Honour Songs

The number and severity of crises seem particularly onerous this morning. The spectacle of the Republican National Convention, continued Russian influence in our electoral process, the sabotage of the postal system, the relentless killing of unarmed black men, women and children, separating children from their families and putting them in cages, hurricane Laura making landfall, California on fire and the derecho we experienced here in the Midwest, to name a few of the more recent disasters. All are contributing to a failing state.

There are several measures of a failing state that cast light on the American reality:

—functional failures: inability to respond adequately to challenges threatening the security of the society and its population against threats posed by internal and external hostile political actors, as well as by ecological instabilities, by widespread extreme poverty and hunger, and by a deficient health and disaster response system;

—normative failures: refusal to abide by systemic rules internationally as embedded in international law and the UN Charter, claiming impunity and acting on the basis of double standards to carry out its geopolitical encroachments on the wellbeing of others and its disregard of ecological dangers; patterns of normative failures include endorsements of policies and practices giving rise to genocide and ecocide, constituting the most basic violations of international criminal law and the sovereign rights of foreign countries; the wrongs are too numerous to delimit, including severe and systemic denials of human rights in domestic governance; economic and social structures that inevitably generate acute socio-economic inequalities on the basis of class, race, and gender.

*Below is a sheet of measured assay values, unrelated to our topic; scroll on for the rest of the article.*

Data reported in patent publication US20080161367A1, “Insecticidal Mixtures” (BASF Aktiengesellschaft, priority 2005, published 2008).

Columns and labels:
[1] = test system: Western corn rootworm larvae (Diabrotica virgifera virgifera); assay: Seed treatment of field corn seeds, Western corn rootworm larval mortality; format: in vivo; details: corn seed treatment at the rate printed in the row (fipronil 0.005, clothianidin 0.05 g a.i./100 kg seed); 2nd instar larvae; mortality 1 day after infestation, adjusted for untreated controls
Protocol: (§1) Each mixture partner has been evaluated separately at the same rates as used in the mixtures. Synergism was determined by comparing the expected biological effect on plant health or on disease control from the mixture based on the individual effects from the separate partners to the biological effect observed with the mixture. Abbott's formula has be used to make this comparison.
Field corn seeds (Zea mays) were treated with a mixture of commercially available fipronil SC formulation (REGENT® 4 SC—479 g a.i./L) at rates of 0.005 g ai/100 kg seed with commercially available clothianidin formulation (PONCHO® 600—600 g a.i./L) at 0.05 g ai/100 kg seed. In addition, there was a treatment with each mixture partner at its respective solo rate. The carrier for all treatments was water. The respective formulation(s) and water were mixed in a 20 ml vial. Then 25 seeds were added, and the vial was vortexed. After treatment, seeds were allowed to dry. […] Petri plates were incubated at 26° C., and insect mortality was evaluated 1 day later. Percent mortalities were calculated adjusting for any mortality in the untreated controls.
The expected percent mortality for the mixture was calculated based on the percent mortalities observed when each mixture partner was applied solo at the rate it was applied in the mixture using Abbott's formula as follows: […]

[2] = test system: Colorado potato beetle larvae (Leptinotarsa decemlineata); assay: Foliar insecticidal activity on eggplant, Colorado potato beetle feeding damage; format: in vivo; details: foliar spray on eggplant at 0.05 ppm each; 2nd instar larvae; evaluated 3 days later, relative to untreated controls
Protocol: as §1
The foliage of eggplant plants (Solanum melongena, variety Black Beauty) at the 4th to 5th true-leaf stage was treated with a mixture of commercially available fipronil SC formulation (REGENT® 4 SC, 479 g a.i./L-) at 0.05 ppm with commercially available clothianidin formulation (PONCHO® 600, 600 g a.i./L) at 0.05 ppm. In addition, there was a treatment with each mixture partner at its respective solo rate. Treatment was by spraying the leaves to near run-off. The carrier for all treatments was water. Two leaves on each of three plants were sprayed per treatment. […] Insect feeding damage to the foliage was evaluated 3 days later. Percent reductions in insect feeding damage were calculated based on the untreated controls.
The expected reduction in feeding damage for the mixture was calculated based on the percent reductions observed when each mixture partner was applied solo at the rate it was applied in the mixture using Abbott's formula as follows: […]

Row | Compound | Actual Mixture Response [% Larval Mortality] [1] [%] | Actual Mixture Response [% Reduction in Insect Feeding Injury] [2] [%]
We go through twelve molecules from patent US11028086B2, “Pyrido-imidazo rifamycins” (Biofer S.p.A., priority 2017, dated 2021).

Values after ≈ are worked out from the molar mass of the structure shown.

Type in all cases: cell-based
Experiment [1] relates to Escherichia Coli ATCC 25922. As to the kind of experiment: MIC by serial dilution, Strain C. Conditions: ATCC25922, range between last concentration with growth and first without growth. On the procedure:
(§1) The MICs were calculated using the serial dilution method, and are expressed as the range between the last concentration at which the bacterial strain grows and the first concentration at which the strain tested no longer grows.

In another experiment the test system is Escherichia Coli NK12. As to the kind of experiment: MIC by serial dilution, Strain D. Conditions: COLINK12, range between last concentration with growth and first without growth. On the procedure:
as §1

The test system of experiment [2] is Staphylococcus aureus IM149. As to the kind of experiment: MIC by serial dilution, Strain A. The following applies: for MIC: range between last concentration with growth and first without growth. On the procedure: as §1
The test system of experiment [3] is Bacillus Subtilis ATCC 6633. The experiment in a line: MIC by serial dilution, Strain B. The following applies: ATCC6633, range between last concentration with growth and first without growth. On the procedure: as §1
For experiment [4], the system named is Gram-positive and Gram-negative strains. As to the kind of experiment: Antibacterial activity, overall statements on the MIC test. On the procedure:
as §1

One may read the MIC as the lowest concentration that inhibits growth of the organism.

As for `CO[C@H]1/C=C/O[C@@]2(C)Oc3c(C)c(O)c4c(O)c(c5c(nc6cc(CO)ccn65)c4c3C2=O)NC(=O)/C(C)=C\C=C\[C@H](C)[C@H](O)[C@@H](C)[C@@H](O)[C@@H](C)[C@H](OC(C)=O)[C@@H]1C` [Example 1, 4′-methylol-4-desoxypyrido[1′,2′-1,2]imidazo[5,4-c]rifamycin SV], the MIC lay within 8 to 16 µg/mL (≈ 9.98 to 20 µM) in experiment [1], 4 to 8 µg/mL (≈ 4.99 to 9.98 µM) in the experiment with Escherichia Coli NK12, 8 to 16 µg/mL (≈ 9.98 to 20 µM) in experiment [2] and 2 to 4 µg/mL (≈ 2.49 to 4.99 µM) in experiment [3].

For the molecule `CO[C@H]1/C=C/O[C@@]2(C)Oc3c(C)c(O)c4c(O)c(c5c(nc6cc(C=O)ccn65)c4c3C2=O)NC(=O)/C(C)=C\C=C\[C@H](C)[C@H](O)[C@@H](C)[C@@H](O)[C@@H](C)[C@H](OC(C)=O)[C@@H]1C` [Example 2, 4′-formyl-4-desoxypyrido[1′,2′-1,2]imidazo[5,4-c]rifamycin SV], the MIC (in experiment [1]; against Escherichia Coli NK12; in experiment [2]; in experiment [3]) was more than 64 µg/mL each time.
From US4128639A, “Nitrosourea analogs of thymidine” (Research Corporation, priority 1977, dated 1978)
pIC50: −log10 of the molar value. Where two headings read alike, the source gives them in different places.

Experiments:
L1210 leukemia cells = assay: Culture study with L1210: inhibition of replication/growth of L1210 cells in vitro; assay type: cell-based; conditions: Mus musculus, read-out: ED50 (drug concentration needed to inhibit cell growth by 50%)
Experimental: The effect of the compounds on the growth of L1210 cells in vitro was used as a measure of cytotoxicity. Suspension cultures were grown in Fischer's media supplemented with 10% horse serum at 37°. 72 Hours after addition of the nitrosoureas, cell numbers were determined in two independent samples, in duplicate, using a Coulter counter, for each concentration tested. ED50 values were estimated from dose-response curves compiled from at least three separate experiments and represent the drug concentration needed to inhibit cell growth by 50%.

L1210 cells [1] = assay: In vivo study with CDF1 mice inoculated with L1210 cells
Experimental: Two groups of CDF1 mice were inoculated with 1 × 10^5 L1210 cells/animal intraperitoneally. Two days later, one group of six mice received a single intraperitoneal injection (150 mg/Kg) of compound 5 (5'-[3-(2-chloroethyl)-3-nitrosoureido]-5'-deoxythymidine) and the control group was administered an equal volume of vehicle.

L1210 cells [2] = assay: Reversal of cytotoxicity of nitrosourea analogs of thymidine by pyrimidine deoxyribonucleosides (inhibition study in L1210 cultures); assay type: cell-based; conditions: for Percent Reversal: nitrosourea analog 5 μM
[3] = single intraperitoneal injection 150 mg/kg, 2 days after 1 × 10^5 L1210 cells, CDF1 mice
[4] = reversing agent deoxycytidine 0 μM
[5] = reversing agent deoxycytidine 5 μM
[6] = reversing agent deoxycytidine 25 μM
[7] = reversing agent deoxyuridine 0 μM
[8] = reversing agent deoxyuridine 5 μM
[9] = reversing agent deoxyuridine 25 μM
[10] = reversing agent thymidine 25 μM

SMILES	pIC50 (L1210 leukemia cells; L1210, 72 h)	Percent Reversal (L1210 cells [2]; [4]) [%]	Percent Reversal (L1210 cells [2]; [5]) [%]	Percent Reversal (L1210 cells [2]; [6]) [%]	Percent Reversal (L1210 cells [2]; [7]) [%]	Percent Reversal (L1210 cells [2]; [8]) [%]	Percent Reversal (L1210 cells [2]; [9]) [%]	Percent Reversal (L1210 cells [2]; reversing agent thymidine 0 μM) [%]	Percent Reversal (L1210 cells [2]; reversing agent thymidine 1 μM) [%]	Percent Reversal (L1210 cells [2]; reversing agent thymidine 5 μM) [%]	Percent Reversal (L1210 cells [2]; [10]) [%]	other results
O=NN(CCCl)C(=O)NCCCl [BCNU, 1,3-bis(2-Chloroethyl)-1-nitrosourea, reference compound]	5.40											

Is the United States a Failing State? A Failed State? by Richard Falk, Global Justice in the 21st Century blog, July 22, 2020

What many White people actively avoid thinking about is this “state” has never worked for Black, Indigenous and people of color (BIPOC).

As my friend Ronnie James says so well:

I’m of the firm opinion that a system that was built by stolen bodies on stolen land for the benefit of a few is a system that is not repairable. It is operating as designed, and small changes (which are the result of huge efforts) to lessen the blow on those it was not designed for are merely half measures that can’t ever fully succeed.

So the question is now, where do we go from here? Do we continue to make incremental changes while the wealthy hoard more wealth and the climate crisis deepens, or do we do something drastic that has never been done before? Can we envision and create a world where a class war from above isn’t a reality anymore?”

Ronnie James

The many consequences of a failed state are breaking that system. The half measures some of us have employed in an attempt to improve that system have never fully succeeded. What we could not accomplish voluntarily is now being forced upon us by the failure of that very system.

As Ronnie asks, “where to we go from here?” We can and should look for accomplices to build a better world right now. But we must also work on ourselves. On our spiritual life. Tend our spiritual fires.

Bring these words into your life. Feel them. Sit with them. Use them.

Richard Wagamese

The words in this book are embers from the tribal fires that used to burn in our villages. They are embers from the spiritual fires burning in the hearts, minds and souls of great writers on healing and love. They are embers from every story I have ever heard. They are embers from all the relationships that have sustained and defined me. They are heart songs. They are spirit songs. And, shared with you, they become honour songs for the ritual ways that spawned them. Bring these words into your life. Feel them. Sit with them. Use them.

For this is the morning, excellent and fair . . .

Wagamese, Richard. Embers: One Ojibway’s Meditations (pp. 6-7). Douglas and McIntyre (2013) Ltd.. Kindle Edition.

I am my silence. I am not the busyness of my thoughts or the daily rhythm of my actions. I am not the stuff that constitutes my world. I am not my talk. I am not my actions. I am my silence. I am the consciousness that perceives all these things. When I go to my consciousness, to that great pool of silence that observes the intricacies of my life, I am aware that I am me. I take a little time each day to sit in silence so that I can move outward in balance into the great clamour of living.

Wagamese, Richard. Embers: One Ojibway’s Meditations (pp. 9-10). Douglas and McIntyre (2013) Ltd.. Kindle Edition.

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